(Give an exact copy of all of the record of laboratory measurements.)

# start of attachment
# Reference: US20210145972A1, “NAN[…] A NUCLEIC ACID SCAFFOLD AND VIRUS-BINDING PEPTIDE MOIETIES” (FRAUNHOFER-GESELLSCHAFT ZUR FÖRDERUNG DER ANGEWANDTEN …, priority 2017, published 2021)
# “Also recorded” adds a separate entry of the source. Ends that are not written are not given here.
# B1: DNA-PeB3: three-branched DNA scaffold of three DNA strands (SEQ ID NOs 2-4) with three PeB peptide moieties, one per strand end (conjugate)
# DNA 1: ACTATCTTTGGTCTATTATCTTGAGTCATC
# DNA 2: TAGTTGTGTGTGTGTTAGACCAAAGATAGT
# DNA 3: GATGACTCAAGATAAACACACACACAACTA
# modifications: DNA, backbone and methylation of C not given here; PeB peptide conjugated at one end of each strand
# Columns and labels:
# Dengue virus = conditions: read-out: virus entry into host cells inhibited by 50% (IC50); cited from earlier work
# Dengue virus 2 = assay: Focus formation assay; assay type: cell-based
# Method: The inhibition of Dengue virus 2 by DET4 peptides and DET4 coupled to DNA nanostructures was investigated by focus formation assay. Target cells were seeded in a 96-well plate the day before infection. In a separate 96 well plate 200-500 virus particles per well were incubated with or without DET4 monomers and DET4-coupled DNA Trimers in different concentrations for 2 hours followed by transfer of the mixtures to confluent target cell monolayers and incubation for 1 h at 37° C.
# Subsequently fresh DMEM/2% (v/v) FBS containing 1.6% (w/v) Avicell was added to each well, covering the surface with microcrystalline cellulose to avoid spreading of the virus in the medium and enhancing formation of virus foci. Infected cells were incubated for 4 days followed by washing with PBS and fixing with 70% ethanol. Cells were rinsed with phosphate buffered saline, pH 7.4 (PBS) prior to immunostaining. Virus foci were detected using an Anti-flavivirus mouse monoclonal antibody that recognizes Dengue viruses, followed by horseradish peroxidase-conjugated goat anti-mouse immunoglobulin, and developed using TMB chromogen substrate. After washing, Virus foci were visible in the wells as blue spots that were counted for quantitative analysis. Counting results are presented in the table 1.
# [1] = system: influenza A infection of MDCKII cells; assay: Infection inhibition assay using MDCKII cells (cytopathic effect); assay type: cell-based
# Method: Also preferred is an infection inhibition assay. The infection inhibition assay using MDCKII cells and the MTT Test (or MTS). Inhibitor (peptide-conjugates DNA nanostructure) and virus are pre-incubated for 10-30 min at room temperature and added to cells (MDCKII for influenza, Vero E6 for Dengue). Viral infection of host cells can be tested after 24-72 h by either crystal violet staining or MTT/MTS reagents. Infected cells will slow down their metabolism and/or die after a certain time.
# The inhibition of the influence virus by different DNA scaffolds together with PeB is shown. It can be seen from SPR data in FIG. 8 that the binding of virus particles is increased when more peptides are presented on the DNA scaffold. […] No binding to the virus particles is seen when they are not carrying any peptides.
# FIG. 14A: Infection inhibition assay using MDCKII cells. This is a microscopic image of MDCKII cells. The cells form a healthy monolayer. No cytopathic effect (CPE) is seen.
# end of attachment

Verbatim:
# Reference: US20210145972A1, “NAN[…] A NUCLEIC ACID SCAFFOLD AND VIRUS-BINDING PEPTIDE MOIETIES” (FRAUNHOFER-GESELLSCHAFT ZUR FÖRDERUNG DER ANGEWANDTEN …, priority 2017, published 2021)
# “Also recorded” adds a separate entry of the source. Ends that are not written are not given here.
# B1: DNA-PeB3: three-branched DNA scaffold of three DNA strands (SEQ ID NOs 2-4) with three PeB peptide moieties, one per strand end (conjugate)
# DNA 1: ACTATCTTTGGTCTATTATCTTGAGTCATC
# DNA 2: TAGTTGTGTGTGTGTTAGACCAAAGATAGT
# DNA 3: GATGACTCAAGATAAACACACACACAACTA
# modifications: DNA, backbone and methylation of C not given here; PeB peptide conjugated at one end of each strand
# Columns and labels:
# Dengue virus = conditions: read-out: virus entry into host cells inhibited by 50% (IC50); cited from earlier work
# Dengue virus 2 = assay: Focus formation assay; assay type: cell-based
# Method: The inhibition of Dengue virus 2 by DET4 peptides and DET4 coupled to DNA nanostructures was investigated by focus formation assay. Target cells were seeded in a 96-well plate the day before infection. In a separate 96 well plate 200-500 virus particles per well were incubated with or without DET4 monomers and DET4-coupled DNA Trimers in different concentrations for 2 hours followed by transfer of the mixtures to confluent target cell monolayers and incubation for 1 h at 37° C.
# Subsequently fresh DMEM/2% (v/v) FBS containing 1.6% (w/v) Avicell was added to each well, covering the surface with microcrystalline cellulose to avoid spreading of the virus in the medium and enhancing formation of virus foci. Infected cells were incubated for 4 days followed by washing with PBS and fixing with 70% ethanol. Cells were rinsed with phosphate buffered saline, pH 7.4 (PBS) prior to immunostaining. Virus foci were detected using an Anti-flavivirus mouse monoclonal antibody that recognizes Dengue viruses, followed by horseradish peroxidase-conjugated goat anti-mouse immunoglobulin, and developed using TMB chromogen substrate. After washing, Virus foci were visible in the wells as blue spots that were counted for quantitative analysis. Counting results are presented in the table 1.
# [1] = system: influenza A infection of MDCKII cells; assay: Infection inhibition assay using MDCKII cells (cytopathic effect); assay type: cell-based
# Method: Also preferred is an infection inhibition assay. The infection inhibition assay using MDCKII cells and the MTT Test (or MTS). Inhibitor (peptide-conjugates DNA nanostructure) and virus are pre-incubated for 10-30 min at room temperature and added to cells (MDCKII for influenza, Vero E6 for Dengue). Viral infection of host cells can be tested after 24-72 h by either crystal violet staining or MTT/MTS reagents. Infected cells will slow down their metabolism and/or die after a certain time.
# The inhibition of the influence virus by different DNA scaffolds together with PeB is shown. It can be seen from SPR data in FIG. 8 that the binding of virus particles is increased when more peptides are presented on the DNA scaffold. […] No binding to the virus particles is seen when they are not carrying any peptides.
# FIG. 14A: Infection inhibition assay using MDCKII cells. This is a microscopic image of MDCKII cells. The cells form a healthy monolayer. No cytopathic effect (CPE) is seen.